The superintendent of Millinocket schools resigned on Wednesday morning, following a monthslong dispute with town officials that has left the school department without a budget a little more than a month before the start of a new school year.
Dr. Joshua McNaughton, who has been on the job for a year, said he had taken a new position and would step down on Aug. 5. He cited a long commute and his desire to work closer to home as his reasons for resigning.
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“I have accepted a position close to home with a schedule that will be more conducive to family life,” McNaughton said in an email to the Bangor Daily News. “It is going to give me a chance to be more involved with my children’s activities and not spend three hours a day driving to and from work.”
The school board contacted the Maine School Management Association about starting the search for a new superintendent and will hold a special meeting soon, chair Warren Steward said.
McNaughton had served as superintendent since last July, when he took over from Frank Boynton, who had served since 2014.
McNaughton is also the director of special education for the school department. He had previously served as the principal and assistant principal of Millinocket’s Granite Street School and as principal of Whitefield Elementary School in Lincoln County before coming to Millinocket.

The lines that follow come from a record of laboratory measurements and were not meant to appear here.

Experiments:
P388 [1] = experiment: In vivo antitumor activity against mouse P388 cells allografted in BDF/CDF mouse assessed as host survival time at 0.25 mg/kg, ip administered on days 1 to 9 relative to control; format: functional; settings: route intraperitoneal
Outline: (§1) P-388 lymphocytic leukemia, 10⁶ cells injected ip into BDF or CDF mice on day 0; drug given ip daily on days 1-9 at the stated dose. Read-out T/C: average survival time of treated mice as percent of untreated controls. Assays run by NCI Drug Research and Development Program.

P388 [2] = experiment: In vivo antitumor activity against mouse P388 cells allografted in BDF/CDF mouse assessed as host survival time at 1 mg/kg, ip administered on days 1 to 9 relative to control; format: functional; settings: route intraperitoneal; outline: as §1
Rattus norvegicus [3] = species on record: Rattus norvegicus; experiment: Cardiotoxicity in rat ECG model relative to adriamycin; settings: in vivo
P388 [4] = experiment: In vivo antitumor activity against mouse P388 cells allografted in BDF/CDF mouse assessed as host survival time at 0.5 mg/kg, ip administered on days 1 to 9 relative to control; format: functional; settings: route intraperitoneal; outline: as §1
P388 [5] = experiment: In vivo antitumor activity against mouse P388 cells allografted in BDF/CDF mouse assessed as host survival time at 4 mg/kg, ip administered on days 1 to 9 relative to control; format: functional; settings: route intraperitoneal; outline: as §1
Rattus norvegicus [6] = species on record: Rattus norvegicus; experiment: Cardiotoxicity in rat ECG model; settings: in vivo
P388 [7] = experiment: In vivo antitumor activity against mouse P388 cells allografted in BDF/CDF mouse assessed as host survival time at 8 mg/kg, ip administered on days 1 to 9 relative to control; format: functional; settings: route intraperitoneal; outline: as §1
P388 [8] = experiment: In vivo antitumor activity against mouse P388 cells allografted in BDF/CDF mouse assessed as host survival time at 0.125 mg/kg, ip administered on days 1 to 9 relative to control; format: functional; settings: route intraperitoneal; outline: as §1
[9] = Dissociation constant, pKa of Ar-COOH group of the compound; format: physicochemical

Town officials accused McNaughton last fall of violating state law by withholding access to bank accounts containing $630,000 in scholarship and fundraising money.
Those accounts are now under the town treasurer’s control, but further challenges over the school department’s inability to pass a school budget persisted.
The school board approved a budget proposal in late May, but voted to rescind it at a meeting in June where two members resigned after members of the teachers’ union accused them of a “disturbing lack of trust” in McNaughton’s leadership.
McNaughton said he has been unable to bring a complete budget proposal to the school board because the town barred him access to the school’s general fund account, which town councilors refuted.
The budget conflict came to a head at an emotional town council meeting earlier this month, where the Town Council apologized for its role in the dispute and vowed to cooperate with the school department going forward.